This book is a welcome addition to the growing body of literature on interreligious dialogue. What is distinctive about this particular contribution is the deep spirituality and rich theology that permeates every page. The book is full of nuggets of wisdom emerging from reflective dialogue with some of the major religions of the world. Understanding Differently is an inspiring and outstanding achievement. I recommend it strongly.
- Dr Dermot A. Lane, author of Stepping Stones to Other Religions: A Christian Theology of Inter-Religious Dialogue
Writing on comparative religion is a tricky business. One writer might fall into the trap of applying to other religions structures which are really unique to her own. So we find Christian theologians attempting to engage with Hindu theology, when no such stand-alone academic practice is native to that faith. Another might address the conflicts between various items in each religions catalogues of belief: Islamic monotheism vs. Christian trinitarianism, Hindu vs. Jewish concepts of the soul, and so on. Such tracts rarely make for pleasant reading, leaving out, as they do, the vast ocean of practices that support and shape the beliefs in question, thus dissolving the particularity of the religions. Even less satisfactory are the works which assume a relativistic position, and allow for no conflict between opposing beliefs, resorting to mere description.
It was with all these pitfalls in mind that I approached Sr Jo ODonovans book, and it was with great pleasure that I found she avoided them all. She compares her approach to entering houses through their doors, and the chapters on Judaism, Islam, Hinduism, and Buddhism do precisely that. ODonovan has taken great care to understand each of the religions on their own terms, to read their scriptures, to view their religious practices through the eyes of practitioners. Reading each of these chapters is like being given a tour of a strangers house, admiring its decoration and arrangement, noticing both the familiar and the exotic. The key teachings and prayers of each faith are explained, with ancient and contemporary comment, always with an eye on how each tradition of faith can be transformative of believers. The chapter on Islam, for example, takes various Arabic words – islam, shirk, tawhid, iman, ishan – as the basis for sections which explore their technical meaning, their development in the tradition, and their working out in the life of ordinary Muslims. ODonovan has an eye for the picturesque, describing beautifully, for example, the Jewish Feast of Tabernacles, in which temporary fragile structures are built next to houses and briefly inhabited:
the airy roof of the sukkah reminds us [that] this is a life that
does not depend on the solid security of buildings and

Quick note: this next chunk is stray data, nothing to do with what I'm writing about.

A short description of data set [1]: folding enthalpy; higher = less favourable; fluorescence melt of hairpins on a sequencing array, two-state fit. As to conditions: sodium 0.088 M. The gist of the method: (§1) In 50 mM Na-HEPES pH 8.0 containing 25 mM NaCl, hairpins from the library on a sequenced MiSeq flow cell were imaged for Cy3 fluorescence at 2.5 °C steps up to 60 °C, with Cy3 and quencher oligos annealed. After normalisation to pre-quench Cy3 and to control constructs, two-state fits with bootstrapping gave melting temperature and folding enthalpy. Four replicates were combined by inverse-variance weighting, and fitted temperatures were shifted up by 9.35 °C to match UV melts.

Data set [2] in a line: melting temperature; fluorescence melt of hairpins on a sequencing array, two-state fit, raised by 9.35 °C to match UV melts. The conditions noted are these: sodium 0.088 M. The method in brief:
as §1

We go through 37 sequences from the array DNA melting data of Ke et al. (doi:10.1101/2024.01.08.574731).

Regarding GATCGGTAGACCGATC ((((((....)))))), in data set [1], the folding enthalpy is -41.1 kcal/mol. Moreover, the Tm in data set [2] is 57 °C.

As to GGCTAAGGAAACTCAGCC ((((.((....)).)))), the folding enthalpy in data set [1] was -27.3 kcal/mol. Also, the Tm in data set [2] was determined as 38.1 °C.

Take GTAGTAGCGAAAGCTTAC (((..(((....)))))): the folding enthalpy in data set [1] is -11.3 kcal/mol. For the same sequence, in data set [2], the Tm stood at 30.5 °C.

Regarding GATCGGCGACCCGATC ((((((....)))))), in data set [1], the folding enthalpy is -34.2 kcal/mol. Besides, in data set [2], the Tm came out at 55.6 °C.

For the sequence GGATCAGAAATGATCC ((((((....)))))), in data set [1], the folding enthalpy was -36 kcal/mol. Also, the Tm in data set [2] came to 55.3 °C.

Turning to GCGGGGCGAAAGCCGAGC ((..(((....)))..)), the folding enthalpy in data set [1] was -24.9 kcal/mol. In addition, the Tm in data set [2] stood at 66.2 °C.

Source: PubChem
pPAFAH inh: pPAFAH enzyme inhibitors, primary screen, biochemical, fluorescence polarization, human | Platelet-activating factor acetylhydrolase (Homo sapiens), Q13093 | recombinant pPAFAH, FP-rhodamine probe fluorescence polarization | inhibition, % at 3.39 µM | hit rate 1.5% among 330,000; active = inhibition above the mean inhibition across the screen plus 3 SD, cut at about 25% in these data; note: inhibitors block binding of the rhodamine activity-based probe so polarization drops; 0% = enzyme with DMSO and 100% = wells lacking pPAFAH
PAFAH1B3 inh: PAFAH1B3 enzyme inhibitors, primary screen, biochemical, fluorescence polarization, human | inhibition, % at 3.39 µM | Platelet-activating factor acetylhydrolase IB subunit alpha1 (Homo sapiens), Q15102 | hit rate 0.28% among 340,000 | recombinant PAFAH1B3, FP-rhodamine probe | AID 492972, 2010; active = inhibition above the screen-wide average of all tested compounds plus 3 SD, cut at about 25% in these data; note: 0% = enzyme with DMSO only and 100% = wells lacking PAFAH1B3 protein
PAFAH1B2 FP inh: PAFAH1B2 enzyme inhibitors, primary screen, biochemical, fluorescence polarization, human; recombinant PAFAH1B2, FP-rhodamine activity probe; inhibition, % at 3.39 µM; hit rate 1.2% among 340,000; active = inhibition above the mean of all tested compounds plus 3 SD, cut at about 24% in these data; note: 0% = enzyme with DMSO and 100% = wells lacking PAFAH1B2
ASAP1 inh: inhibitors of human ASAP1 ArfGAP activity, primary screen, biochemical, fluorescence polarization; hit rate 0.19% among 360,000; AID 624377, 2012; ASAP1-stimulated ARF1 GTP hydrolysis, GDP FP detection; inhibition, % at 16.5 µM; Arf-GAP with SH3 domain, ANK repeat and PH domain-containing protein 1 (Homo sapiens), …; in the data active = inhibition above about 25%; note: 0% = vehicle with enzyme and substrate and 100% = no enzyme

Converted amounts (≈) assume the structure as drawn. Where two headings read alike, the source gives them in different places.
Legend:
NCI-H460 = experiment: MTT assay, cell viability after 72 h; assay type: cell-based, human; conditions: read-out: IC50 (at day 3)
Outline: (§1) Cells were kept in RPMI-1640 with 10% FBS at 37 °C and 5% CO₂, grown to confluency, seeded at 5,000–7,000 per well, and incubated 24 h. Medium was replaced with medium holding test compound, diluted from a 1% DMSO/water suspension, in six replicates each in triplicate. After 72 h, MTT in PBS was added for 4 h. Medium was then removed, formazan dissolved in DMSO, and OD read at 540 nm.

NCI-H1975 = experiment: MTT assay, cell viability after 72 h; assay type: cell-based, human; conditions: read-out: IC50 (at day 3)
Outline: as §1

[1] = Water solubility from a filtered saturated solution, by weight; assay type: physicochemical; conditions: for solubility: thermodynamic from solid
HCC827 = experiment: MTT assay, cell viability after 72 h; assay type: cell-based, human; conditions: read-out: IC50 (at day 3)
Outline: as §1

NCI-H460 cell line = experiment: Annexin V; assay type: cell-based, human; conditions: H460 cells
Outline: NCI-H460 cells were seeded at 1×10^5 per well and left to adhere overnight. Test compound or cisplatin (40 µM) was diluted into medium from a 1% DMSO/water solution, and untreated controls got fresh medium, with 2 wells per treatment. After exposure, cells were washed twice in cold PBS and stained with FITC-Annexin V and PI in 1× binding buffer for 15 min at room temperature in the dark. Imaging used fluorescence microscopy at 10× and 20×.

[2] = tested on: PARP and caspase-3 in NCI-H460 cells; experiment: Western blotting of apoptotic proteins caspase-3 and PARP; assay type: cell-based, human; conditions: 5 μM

permanent structures. It is life that receives itself daily as
gift, from the sheltering Divine Presence (57-8).
Full weight is given in each of these sections to the particularity of each of the religions examined and it is quite a shock to move from one chapter to another, like being transported to an entirely different environment, with different sights, sounds and smells.
Following each of these chapters is a section examining the relations between Christianity and the previously outlined faith. Here, ODonovan shows her own unwavering commitment to Gods revelation in Christ. Time and again in these dialogue chapters, one is struck by the mid-century seismic shift in interreligious dialogue, for which the Second Vatican Council was an obvious catalyst. John Paul II also emerges as something of a champion of inter-religious dialogue, deeply respectful of other traditions. Pope Benedict is represented as more cautious, sometimes modifying the policies of his predecessor - in regard to Islam ODonovan points to a substantive difference between the two - but always motivated by a concern for the rationality of discourse, in opposition to relativism which would set Truth aside. Difficult questions are raised and addressed in these chapters, including the question of religious freedom in Islamic countries, the status of Gods covenant with the Jews, and the fatalism which some discern in Hinduism.
In her conclusion, ODonovan turns to the question of the mediation of Christ in relation to other religions. This essay is fair even towards controversial documents – Dominus Iesus, for example – and proposes that Christians should remain committed to Christ as the Way, and opposed to relativism, but should also engage respectfully with adherents of other religions, being ready to give account of the hope... given to us, and to do so with gentleness and love (347).
This book is much to be recommended. For student and general reader it is informative and enjoyable, and for this reader it sparked further questions. Yes, the structure of the book is somewhat higgledy-piggledy in style, but this apparent lack is in fact a necessary feature of the non-systematic, particularistic approach to other religions taken by ODonovan.
Conor McDonough OP, Religious Life Review, March/April 2013